Thomas – Man, ALL THE TIME! Especially like I said before when you start improving and the adjustments are smaller. I realised as soon as I got my blue belt that I couldn’t pin anybody who was even slightly bigger than me. I would just get rolled because my weight distribution was wrong. I spent like 2 years focusing on that. There’s technical stagnation where you’re stuck on a move and there’s like, mental stagnation where you don’t feel like you’re improving overall. The latter is definitely the harder problem. The only solution of course is to continue to show up and apply meaningful practice and not just mindless practice. What really helped me was switching the wording in my head. I stopped like, giving myself the “option” of skipping training by referring to it in my head as a job. “I’ve got to go to work” rather than “Should I go training tonight”. I know it sounds silly but it REALLY worked. I stopped being lazy about missing sessions and stayed super consistent over long periods that way simply by changing the terminology in my head. I’d say to someone struggling with consistency, that might be a good starting point.
Kieran – It sounds like you almost used reverse psychology on yourself to really improve that. Stuart mentioned that you are very strong for being under 70kg, is that because you spent that time working on your weight distribution?
Thomas – Eh, overall I’m not very strong. I can’t lift much or bench very heavy at all. I guess I have a lot of “grapplers strength?” My core does a lot of the heavy lifting though.
Kieran – Can I get your opinion on a particular submission? Specifically the topside guillotine. We don’t see them very often, why do you think that is when nine times out of ten the person executing the submission gets the finish?
Thomas – Assuming that it’s tight and on correctly around the neck, it’s mostly because the uke can’t get their hips away to relieve pressure. When it’s done from the guard, people can tripod and fight the attacking arm. You can’t tripod away when you’re on your back though.
Kieran – Thank you for that lesson mate.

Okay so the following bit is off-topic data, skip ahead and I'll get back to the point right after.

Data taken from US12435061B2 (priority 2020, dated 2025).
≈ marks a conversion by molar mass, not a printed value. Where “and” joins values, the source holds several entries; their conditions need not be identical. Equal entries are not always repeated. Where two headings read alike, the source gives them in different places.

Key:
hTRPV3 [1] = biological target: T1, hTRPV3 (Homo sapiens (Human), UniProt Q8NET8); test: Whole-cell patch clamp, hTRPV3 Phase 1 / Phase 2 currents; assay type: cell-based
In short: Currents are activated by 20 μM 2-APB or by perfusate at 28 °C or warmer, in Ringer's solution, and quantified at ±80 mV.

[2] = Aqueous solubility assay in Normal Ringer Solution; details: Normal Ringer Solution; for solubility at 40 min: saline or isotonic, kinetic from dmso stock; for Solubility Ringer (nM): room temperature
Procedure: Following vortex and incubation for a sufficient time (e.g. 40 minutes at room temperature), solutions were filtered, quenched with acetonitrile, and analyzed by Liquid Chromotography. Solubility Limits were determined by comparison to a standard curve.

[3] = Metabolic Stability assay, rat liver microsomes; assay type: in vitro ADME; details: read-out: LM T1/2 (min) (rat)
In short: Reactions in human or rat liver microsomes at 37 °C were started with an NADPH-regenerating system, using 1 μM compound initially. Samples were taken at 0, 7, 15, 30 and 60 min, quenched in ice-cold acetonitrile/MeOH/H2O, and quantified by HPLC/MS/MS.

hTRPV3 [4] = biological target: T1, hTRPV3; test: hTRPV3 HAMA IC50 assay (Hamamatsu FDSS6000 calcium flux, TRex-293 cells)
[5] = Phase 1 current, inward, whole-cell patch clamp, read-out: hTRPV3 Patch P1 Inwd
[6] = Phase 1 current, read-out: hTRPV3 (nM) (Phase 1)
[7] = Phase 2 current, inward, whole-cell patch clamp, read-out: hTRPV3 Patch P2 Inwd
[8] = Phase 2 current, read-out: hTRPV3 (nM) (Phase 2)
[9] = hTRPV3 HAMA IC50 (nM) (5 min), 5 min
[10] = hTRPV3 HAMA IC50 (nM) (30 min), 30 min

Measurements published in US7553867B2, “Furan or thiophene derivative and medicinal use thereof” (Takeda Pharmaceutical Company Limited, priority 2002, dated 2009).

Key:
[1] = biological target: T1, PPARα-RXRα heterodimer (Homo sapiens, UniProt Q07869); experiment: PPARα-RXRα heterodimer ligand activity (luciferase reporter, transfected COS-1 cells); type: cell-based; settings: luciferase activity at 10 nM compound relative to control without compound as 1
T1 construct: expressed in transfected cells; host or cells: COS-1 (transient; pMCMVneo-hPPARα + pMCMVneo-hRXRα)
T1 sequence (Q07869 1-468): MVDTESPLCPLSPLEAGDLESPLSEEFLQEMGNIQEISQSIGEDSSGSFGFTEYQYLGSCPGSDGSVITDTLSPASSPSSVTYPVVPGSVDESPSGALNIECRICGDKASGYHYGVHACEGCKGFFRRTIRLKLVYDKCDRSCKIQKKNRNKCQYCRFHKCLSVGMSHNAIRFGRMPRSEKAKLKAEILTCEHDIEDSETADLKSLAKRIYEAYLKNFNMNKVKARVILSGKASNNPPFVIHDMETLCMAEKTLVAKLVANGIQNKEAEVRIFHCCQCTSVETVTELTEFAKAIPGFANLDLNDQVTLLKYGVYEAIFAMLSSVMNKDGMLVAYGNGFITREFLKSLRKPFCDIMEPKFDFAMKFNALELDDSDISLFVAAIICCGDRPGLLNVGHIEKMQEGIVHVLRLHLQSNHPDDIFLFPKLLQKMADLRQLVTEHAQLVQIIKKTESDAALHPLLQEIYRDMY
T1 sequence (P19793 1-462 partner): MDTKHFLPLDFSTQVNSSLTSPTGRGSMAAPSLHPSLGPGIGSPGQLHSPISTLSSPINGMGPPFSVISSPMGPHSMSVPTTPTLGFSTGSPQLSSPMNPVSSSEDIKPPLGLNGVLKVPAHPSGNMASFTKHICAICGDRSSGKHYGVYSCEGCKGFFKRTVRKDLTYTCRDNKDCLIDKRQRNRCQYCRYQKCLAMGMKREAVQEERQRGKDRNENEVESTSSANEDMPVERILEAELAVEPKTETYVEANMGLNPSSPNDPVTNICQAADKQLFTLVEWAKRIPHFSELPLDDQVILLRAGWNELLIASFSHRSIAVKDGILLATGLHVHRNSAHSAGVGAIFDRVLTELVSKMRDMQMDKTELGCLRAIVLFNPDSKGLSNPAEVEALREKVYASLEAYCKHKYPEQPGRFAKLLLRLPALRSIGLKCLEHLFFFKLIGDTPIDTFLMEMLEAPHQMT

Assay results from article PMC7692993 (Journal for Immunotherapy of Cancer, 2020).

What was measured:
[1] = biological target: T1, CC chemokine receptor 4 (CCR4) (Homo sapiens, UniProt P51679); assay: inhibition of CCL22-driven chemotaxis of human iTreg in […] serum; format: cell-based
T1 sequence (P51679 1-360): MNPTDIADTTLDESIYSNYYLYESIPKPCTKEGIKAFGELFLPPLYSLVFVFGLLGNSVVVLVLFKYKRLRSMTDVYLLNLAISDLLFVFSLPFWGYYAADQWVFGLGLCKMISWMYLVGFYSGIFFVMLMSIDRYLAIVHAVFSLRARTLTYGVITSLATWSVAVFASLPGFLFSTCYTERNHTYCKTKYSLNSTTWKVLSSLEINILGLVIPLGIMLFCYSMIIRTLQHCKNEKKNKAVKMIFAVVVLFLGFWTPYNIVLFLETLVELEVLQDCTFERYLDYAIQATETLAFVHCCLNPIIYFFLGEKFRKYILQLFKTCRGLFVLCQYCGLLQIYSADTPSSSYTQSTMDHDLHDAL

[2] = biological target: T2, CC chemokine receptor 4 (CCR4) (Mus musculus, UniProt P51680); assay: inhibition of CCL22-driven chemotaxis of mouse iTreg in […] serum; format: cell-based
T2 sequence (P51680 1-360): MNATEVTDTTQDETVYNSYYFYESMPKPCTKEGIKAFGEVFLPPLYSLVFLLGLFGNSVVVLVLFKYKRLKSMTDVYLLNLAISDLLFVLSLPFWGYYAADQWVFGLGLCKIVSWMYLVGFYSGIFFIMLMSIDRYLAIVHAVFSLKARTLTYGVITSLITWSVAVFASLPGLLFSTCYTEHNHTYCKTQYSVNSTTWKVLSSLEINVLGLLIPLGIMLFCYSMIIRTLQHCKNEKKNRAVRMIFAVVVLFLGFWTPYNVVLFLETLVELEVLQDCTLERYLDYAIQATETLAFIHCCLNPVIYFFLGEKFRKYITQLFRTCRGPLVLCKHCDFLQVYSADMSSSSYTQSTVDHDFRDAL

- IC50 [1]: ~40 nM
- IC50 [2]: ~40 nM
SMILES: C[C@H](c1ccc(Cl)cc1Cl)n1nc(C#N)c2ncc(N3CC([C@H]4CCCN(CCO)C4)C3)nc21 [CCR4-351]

Thomas – No worries, bit of a specific one that, why were you asking anyway?
Kieran – I’d seen it on SUG and as I say you don’t see them often so thought I’d ask someone with experience in that particular field.
Thomas – Aaaaaah.
Kieran – So you have also done MMA with a good amateur record and you turned pro and won. That was back in 2018, would you like to go back to MMA or is the focus on BJJ?
Thomas – Aye, I have since fought Muay Thai and BJJ. My big focus right now is to make it out to Thailand actually. I’ve made contact with an MMA gym that would be willing to take me on full time. I want to fight in ONE Championship by the end of next year. With a bit of luck and funding, I’ll be out as soon as the borders are open again, visa in hand.
Kieran – I hope all goes well for you mate and you achieve that. So for my last question, we know by the end of next year you would like to be in ONE Championship, but where would you like to be in the next five years with both MMA and BJJ?
Thomas – Proper job application question. In the next five years, as far as I can take myself competitively in MMA, wherever that may be. I’d hope in the next five years I’ll get my black belt. Then after that, I just want to open a gym and teach the next generation. Just deciding on a country to move to open a place.
Kieran – Well, Mr Hepburn, you got the job. Thomas, thank you for chatting with me and telling me all about your journey, and I hope you achieve everything you have planned for your career.
Thomas – Thanks man, that’s very kind of you. I hope MMA UK becomes a multi-million-pound operation and you lot get paid your worth.